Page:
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Gül’s difficult decision

Under current presidential powers, President Abdullah Gül has to make a decision, for or against, a parliamentary legislation within 15 days after the legislation is submitted to the presidency for endorsement. That is, the president has until July 13 to make a decision on the midnight parliamentary operation of the ruling Justice and Development Party, or AKP, authorizing civilian courts to prosecute army officials and limiting the jurisdiction of the military courts.

It will not be at all an easy decision to make for President Gül. It is as if the president is compelled to get hold of a stick, both ends of which are dirty. On the one hand there is the government defending that the midnight operation empowering civilian courts to prosecute military officers is a move enhancing democracy. Indeed, the military has so far not directly accused anyone or any group of conducting an "asymmetric psychological war" against itself, but in recent remarks Chief of General Staff Gen. İlker Başbuğ tacitly directed his finger at the Islamist Fethullah Gülen brotherhood organization with which the ruling AKP has no organic ties, but some very strong moral bonds.

The president technically has three options. He may endorse the legislation into law; he may send back the legislation for a second review by Parliament; or he may partially veto the legislation and ask Parliament to reword the authorization to be given to civilian courts to prosecute army officials in a manner clarifying how and by which court the Chief of General Staff and the force commanders can be prosecuted.

Gül likely will not use his veto power

So far "leaks" from the presidential office indicate that the president has more or less made up his decision on the issue. Contrary to the widespread expectations, the president is reportedly not inclined towards a veto or partial veto of the legislation, but instead will approve it. As he did with the contentious constitutional amendment package aimed at paving the way to the lifting of the turban ban at universities (one of the developments that had triggered the closure case against the AKP), together with his endorsement for the legislation, he will make a lengthy statement underscoring the need to make a complimentary law defining how and where the chief of general staff, force commanders and generals on duty can be prosecuted. He is expected, as well, to underline the need to make some amendments in the constitutional article 145 that defines the scope and powers of military justice system, as well as the laws on military justice system, to avoid any possible conflict and confusion.

President Gül’s personal political history, his commitment for wider democracy, enhanced individual rights and consolidation of civilian rule in the country, sources have said, was one predominant reason why the president is not expected to veto in whole or partially the new legislation allowing civilian courts to prosecute officers.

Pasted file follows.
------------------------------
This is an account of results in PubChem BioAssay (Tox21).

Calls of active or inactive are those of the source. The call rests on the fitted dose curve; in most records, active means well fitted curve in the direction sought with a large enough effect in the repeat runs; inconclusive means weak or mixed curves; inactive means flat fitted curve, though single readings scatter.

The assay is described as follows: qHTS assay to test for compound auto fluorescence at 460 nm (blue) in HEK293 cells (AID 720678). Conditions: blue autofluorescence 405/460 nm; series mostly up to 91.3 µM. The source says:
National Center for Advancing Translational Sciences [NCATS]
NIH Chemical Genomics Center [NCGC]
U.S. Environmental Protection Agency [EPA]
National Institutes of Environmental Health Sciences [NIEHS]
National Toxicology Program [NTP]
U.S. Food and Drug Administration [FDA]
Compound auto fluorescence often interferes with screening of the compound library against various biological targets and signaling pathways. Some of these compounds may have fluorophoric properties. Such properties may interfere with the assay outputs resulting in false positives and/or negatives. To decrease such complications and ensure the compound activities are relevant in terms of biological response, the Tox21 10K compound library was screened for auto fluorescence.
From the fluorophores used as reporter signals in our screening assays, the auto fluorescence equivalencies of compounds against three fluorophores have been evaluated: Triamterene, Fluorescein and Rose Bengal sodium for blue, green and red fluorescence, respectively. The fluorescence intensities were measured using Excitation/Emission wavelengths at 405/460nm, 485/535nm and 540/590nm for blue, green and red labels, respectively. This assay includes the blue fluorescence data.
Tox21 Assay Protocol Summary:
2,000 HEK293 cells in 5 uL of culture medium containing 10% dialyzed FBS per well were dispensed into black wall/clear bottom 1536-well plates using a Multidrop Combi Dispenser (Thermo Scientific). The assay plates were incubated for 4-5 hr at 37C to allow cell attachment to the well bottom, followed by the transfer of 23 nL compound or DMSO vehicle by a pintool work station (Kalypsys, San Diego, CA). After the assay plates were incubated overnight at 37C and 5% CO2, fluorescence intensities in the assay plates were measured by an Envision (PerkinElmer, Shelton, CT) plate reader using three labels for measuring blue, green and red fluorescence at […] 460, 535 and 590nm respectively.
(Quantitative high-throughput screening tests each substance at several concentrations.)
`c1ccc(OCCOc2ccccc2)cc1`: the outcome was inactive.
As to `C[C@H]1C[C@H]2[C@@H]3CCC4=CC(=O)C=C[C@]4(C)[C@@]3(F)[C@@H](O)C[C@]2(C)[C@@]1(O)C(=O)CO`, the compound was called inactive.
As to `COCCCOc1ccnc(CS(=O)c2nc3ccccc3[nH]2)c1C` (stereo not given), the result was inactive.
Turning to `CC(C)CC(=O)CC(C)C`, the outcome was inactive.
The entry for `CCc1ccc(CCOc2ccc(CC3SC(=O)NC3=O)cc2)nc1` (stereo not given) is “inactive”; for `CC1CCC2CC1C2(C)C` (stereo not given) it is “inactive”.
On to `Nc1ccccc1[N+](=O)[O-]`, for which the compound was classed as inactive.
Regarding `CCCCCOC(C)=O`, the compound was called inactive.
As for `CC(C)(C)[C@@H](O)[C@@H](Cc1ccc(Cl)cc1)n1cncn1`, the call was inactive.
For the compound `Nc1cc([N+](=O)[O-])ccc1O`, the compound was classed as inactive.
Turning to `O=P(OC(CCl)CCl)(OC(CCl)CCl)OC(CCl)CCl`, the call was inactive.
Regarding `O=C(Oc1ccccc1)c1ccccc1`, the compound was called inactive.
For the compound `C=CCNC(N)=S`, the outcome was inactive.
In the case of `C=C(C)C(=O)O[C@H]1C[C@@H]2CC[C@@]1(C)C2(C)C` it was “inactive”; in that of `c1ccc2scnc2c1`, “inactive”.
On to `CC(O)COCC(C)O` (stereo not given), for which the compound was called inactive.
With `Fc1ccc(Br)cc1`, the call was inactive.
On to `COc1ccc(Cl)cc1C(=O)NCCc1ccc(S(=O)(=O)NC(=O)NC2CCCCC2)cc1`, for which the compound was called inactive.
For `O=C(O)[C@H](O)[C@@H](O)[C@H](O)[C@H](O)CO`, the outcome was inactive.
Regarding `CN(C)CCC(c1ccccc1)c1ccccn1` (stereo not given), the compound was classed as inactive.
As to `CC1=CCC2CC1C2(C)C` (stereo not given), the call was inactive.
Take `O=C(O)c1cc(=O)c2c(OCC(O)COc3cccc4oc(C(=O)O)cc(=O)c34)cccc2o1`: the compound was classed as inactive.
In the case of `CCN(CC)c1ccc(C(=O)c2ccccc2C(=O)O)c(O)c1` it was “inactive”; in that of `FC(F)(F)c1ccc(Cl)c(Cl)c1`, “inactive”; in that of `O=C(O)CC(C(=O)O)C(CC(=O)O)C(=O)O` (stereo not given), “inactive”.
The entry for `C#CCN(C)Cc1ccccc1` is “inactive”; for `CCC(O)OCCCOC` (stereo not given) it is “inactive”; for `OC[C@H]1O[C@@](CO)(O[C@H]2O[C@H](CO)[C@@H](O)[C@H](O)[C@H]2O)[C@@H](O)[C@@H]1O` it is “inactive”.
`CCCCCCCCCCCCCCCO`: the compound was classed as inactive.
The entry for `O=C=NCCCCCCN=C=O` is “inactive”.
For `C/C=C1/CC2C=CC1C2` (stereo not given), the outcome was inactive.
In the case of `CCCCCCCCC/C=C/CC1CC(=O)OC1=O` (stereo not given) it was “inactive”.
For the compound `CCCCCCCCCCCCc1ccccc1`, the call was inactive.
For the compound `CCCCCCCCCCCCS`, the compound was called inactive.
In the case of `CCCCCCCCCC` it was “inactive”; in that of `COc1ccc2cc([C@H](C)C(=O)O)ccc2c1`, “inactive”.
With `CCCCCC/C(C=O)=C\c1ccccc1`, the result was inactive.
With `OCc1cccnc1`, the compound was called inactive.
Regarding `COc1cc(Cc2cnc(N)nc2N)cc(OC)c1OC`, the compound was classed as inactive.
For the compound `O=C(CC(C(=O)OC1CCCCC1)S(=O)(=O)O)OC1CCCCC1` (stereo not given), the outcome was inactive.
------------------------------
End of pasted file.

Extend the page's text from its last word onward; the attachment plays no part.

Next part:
Thus, while the military, the opposition parties and a section of the Turkish media still hope that the president will not allow the tension over the new legislation continue for several more months and will send it back in whole or the contentious article for a second review by Parliament, "leaks" from the presidential office and sources in the ruling AKP appear to be quite confident that Gül will endorse the bill and urge some further complementary legislation to eradicate the military’s complaints when Parliament returns from recess to elect its new speaker in the second half of August. AKP sources have been particularly stressing that Gül, like the former President Ahmet Necdet Sezer, should not put himself in the place of the Constitutional Court and veto the legislation on grounds of constitutional incompatibility. While particularly the CHP has been stressing that it was among the president’s duties to seek compatibility with the Constitution and as the legislation in question clearly violates constitutional Article 145, rather than asking to reform Article 145, the president must veto the legislation contradicting a constitutional article.

Whatever the decision of Gül might be, he will either upset his "comrades in politics," Premier Recep Tayyip Erdoğan and the AKP, by vetoing in whole or partially the contentious legislation or hurt the "impartiality" and "to act in a manner above party politics" principles of the office he occupies and sign into law a legislation that contradicts the Constitution.